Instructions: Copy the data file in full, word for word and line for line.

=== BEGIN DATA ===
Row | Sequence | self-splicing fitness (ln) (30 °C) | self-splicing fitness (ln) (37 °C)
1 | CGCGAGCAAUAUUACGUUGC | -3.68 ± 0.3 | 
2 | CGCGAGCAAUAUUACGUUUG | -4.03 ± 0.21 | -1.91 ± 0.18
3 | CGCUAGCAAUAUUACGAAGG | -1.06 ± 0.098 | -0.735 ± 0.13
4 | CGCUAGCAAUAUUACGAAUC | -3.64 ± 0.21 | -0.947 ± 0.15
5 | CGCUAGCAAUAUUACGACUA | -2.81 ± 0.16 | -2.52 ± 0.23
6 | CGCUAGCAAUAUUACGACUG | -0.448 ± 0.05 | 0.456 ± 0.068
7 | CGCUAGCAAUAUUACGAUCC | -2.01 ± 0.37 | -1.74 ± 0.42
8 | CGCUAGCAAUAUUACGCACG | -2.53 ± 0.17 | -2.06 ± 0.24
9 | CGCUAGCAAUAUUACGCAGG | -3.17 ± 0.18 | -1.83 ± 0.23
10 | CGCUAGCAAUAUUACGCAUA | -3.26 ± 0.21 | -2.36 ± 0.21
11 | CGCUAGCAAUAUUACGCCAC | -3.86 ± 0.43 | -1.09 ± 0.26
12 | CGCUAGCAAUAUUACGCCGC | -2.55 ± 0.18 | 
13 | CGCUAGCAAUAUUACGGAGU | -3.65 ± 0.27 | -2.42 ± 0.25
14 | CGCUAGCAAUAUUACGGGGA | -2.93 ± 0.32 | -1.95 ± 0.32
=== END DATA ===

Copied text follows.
Row | Sequence | self-splicing fitness (ln) (30 °C) | self-splicing fitness (ln) (37 °C)
1 | CGCGAGCAAUAUUACGUUGC | -3.68 ± 0.3 | 
2 | CGCGAGCAAUAUUACGUUUG | -4.03 ± 0.21 | -1.91 ± 0.18
3 | CGCUAGCAAUAUUACGAAGG | -1.06 ± 0.098 | -0.735 ± 0.13
4 | CGCUAGCAAUAUUACGAAUC | -3.64 ± 0.21 | -0.947 ± 0.15
5 | CGCUAGCAAUAUUACGACUA | -2.81 ± 0.16 | -2.52 ± 0.23
6 | CGCUAGCAAUAUUACGACUG | -0.448 ± 0.05 | 0.456 ± 0.068
7 | CGCUAGCAAUAUUACGAUCC | -2.01 ± 0.37 | -1.74 ± 0.42
8 | CGCUAGCAAUAUUACGCACG | -2.53 ± 0.17 | -2.06 ± 0.24
9 | CGCUAGCAAUAUUACGCAGG | -3.17 ± 0.18 | -1.83 ± 0.23
10 | CGCUAGCAAUAUUACGCAUA | -3.26 ± 0.21 | -2.36 ± 0.21
11 | CGCUAGCAAUAUUACGCCAC | -3.86 ± 0.43 | -1.09 ± 0.26
12 | CGCUAGCAAUAUUACGCCGC | -2.55 ± 0.18 | 
13 | CGCUAGCAAUAUUACGGAGU | -3.65 ± 0.27 | -2.42 ± 0.25
14 | CGCUAGCAAUAUUACGGGGA | -2.93 ± 0.32 | -1.95 ± 0.32